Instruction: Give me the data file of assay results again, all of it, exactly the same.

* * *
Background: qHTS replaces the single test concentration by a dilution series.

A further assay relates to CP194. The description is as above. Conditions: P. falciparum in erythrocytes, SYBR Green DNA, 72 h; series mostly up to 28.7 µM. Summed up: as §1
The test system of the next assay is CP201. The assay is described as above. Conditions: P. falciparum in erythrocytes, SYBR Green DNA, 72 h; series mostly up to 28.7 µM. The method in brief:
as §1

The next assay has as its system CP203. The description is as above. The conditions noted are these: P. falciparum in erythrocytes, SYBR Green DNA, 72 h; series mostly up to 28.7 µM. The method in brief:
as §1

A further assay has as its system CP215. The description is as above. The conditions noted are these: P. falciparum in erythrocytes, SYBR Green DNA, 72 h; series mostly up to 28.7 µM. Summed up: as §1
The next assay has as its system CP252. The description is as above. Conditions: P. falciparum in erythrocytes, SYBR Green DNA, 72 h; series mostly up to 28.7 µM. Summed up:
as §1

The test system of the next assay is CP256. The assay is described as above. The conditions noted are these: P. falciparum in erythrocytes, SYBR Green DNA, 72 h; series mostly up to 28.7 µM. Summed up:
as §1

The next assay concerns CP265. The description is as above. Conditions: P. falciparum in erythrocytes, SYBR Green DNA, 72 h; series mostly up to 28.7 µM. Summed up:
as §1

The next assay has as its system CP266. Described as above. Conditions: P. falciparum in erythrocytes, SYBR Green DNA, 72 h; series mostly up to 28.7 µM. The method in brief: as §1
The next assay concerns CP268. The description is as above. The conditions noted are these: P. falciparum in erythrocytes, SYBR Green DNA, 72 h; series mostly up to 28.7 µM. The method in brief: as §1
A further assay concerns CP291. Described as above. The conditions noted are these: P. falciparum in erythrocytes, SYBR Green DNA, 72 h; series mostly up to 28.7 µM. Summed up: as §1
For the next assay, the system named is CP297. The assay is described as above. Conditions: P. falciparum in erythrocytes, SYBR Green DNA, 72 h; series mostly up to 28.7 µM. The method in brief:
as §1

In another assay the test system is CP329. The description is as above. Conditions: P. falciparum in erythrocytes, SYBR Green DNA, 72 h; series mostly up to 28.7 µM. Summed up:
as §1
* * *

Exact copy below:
Background: qHTS replaces the single test concentration by a dilution series.

A further assay relates to CP194. The description is as above. Conditions: P. falciparum in erythrocytes, SYBR Green DNA, 72 h; series mostly up to 28.7 µM. Summed up: as §1
The test system of the next assay is CP201. The assay is described as above. Conditions: P. falciparum in erythrocytes, SYBR Green DNA, 72 h; series mostly up to 28.7 µM. The method in brief:
as §1

The next assay has as its system CP203. The description is as above. The conditions noted are these: P. falciparum in erythrocytes, SYBR Green DNA, 72 h; series mostly up to 28.7 µM. The method in brief:
as §1

A further assay has as its system CP215. The description is as above. The conditions noted are these: P. falciparum in erythrocytes, SYBR Green DNA, 72 h; series mostly up to 28.7 µM. Summed up: as §1
The next assay has as its system CP252. The description is as above. Conditions: P. falciparum in erythrocytes, SYBR Green DNA, 72 h; series mostly up to 28.7 µM. Summed up:
as §1

The test system of the next assay is CP256. The assay is described as above. The conditions noted are these: P. falciparum in erythrocytes, SYBR Green DNA, 72 h; series mostly up to 28.7 µM. Summed up:
as §1

The next assay concerns CP265. The description is as above. Conditions: P. falciparum in erythrocytes, SYBR Green DNA, 72 h; series mostly up to 28.7 µM. Summed up:
as §1

The next assay has as its system CP266. Described as above. Conditions: P. falciparum in erythrocytes, SYBR Green DNA, 72 h; series mostly up to 28.7 µM. The method in brief: as §1
The next assay concerns CP268. The description is as above. The conditions noted are these: P. falciparum in erythrocytes, SYBR Green DNA, 72 h; series mostly up to 28.7 µM. The method in brief: as §1
A further assay concerns CP291. Described as above. The conditions noted are these: P. falciparum in erythrocytes, SYBR Green DNA, 72 h; series mostly up to 28.7 µM. Summed up: as §1
For the next assay, the system named is CP297. The assay is described as above. Conditions: P. falciparum in erythrocytes, SYBR Green DNA, 72 h; series mostly up to 28.7 µM. The method in brief:
as §1

In another assay the test system is CP329. The description is as above. Conditions: P. falciparum in erythrocytes, SYBR Green DNA, 72 h; series mostly up to 28.7 µM. Summed up:
as §1